I never thought I would give birth to a child who didn’t like reading novels. Without books around me in tottering piles, I suffocate and begin to die. I used to genuinely believe that not reading fiction was a form of mental illness. Then I met Dan and married him. My husband reads all the time. But not novels. He hasn’t read a novel in years, yet he manages to stay upright, breathe in and out, walk around on the earth, even support a very demanding family. I love Dan, but I never thought for a second my children would inherit his distaste for fiction, or as he calls it “a bunch of lies.” Yet this is what happened.
For years I tried to pound a love of fiction into my son. I read out loud to the cliff-hangers and then left the book lying about. No interest. Not only did he find novels unappealing, he summarily rejected pretty much any form of narrative including all study of history. And then, one day, I quit. I said to him, “I will still require you to read some novels because I am your English teacher, but I do not require you to like them. We’ll fill up on the stuff that involves lists and maps and bullet points and charts and dates and facts and glide over the stories.” It was awful, but it was freeing. Now he’s a B student in history and English. He has more time for math and science which he likes and is good at. He, like my husband, has continued to breathe and walk, and miraculously so have I, even though I am parenting a child who does not like to read books.
If your kid doesn’t like art or finds hiking dull or enjoys football or likes poetry, and it’s the opposite of what you thought your kid would be like, I say this: Don’t waste another second parenting a child that you don’t have. Look at the kid in front of you, see him for who he is, and parent that child. What he needs is important, not what you thought he would need. Stop feeling like your way is the only way. There are all kinds of people. In the genetic lottery you may not produce someone just like you, so deal. Deal faster than I did.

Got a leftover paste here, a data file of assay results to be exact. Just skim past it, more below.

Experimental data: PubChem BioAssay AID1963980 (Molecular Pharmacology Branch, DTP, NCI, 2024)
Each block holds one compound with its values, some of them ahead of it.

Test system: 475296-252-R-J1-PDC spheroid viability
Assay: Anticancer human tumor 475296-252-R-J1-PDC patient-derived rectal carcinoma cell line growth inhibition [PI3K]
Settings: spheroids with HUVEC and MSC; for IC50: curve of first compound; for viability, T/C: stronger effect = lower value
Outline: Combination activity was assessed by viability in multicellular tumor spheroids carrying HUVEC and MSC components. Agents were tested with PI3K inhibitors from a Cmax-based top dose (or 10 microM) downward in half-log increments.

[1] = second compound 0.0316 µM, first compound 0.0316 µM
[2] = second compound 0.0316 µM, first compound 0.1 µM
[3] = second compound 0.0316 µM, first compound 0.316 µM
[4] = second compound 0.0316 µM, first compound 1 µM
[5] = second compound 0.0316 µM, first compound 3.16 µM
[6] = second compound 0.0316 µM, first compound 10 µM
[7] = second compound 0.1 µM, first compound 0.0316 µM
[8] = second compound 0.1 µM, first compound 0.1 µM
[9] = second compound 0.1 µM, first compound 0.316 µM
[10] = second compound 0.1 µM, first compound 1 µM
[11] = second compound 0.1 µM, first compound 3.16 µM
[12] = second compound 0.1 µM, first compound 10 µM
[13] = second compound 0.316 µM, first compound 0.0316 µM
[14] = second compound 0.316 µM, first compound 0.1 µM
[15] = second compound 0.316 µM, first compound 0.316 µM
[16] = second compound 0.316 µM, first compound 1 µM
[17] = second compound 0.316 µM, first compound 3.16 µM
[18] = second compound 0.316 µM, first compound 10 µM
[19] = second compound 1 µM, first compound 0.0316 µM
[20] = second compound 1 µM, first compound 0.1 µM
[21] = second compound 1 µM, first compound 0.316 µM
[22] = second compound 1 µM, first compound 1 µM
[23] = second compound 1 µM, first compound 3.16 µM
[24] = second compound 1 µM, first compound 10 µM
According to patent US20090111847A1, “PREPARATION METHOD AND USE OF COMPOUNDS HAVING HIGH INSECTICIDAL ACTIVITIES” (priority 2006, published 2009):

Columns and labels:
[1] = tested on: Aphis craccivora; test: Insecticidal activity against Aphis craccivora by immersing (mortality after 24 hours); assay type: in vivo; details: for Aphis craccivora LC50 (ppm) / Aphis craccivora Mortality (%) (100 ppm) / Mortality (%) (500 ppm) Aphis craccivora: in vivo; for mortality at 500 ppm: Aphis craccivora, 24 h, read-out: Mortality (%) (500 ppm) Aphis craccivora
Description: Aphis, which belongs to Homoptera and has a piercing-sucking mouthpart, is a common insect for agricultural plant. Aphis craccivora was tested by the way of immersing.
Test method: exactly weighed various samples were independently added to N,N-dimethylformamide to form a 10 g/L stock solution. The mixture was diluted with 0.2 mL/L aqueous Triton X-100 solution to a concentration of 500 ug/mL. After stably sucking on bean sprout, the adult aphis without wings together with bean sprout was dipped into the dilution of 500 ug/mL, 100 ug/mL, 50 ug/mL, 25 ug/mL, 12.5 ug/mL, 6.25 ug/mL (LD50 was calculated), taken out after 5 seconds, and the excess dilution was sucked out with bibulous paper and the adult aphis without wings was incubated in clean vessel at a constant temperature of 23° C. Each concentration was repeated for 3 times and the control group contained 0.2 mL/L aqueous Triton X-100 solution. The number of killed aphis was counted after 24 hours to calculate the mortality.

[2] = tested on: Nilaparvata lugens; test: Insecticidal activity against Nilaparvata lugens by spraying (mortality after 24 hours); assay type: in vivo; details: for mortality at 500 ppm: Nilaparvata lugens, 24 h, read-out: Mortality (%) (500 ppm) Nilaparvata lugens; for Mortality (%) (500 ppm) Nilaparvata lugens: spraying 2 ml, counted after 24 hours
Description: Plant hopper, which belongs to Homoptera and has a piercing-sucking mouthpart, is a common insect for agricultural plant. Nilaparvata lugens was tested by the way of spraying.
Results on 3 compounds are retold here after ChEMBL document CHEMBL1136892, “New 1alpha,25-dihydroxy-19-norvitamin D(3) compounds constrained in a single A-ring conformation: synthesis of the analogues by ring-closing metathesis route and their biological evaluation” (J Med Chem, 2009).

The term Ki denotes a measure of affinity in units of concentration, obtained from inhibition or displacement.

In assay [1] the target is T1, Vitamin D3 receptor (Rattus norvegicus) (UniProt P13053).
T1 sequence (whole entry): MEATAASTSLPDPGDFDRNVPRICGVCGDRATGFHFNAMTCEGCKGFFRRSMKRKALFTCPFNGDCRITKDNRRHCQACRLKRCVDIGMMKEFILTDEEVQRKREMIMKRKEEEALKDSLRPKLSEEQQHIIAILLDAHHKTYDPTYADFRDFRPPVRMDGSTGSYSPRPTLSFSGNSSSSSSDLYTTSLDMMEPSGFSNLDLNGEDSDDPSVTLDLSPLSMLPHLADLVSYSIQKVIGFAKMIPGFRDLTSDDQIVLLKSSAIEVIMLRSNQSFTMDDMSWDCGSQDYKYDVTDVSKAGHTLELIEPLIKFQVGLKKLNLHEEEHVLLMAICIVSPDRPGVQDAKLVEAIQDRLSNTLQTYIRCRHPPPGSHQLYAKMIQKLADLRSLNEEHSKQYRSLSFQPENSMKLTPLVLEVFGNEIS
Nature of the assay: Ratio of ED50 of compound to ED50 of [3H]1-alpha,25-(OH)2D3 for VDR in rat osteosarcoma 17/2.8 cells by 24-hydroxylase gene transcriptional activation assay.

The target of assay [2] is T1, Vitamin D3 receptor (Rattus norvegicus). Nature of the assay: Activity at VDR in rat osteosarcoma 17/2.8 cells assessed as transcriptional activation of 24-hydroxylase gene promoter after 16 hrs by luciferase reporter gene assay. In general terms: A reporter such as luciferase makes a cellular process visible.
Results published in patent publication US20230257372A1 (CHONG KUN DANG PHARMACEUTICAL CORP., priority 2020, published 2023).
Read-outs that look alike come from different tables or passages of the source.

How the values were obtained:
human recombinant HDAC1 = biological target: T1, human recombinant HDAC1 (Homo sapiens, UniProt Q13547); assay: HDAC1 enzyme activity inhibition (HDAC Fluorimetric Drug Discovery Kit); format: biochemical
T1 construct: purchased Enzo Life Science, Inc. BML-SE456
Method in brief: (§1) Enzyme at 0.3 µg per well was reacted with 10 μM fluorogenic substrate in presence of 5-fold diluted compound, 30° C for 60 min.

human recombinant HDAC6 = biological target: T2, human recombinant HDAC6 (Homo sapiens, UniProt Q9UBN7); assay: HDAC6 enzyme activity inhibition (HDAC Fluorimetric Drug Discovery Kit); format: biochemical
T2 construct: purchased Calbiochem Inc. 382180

#4. Whenever possible, shut up.
I love lecturing. Lecturing is my jam. My children have let me know that my lectures are not that effective. They’ve noted that when I repeat myself seventeen times, each time with a different metaphor or anecdote from my own childhood, the intended effect diminishes significantly. They’ve even sometimes made the humorous gesture of finishing my sentences for me as I say them. As if they already know what I intend to say. So now my rule is that as soon as it is possible to shut up, I do.
There are two reasons. One is that the lecturing is not effective. You’re old, you’re wise, you understand these things, and they’re young, and foolish, and they don’t. You’re not going to lecture them into understanding. Even if you include many clever analogies. I’ve tried this. It doesn’t work. The other reason is that because lecturing will not produce understanding, you will feel frustrated and need to lecture harder. Then you will work yourself into saying negative things. Things that will ring out like bells through the years.
The children will not change their ways because of the length of a lecture, but they will never forget the terrible things you never meant to say when the lecture started. They will remember those things with blistering clarity.
Don’t you remember every horrible thing your parents said to you? What is wrong with you? You’re not smart enough to do that. You’ll never be an artist. Have you looked at yourself in the mirror? You are the devil’s child, sent from the fiery depths of hell to torment me on this earth. Stuff like that. Don’t put those things in their ears. Say what you know you want to say, and then shut up as soon as possible.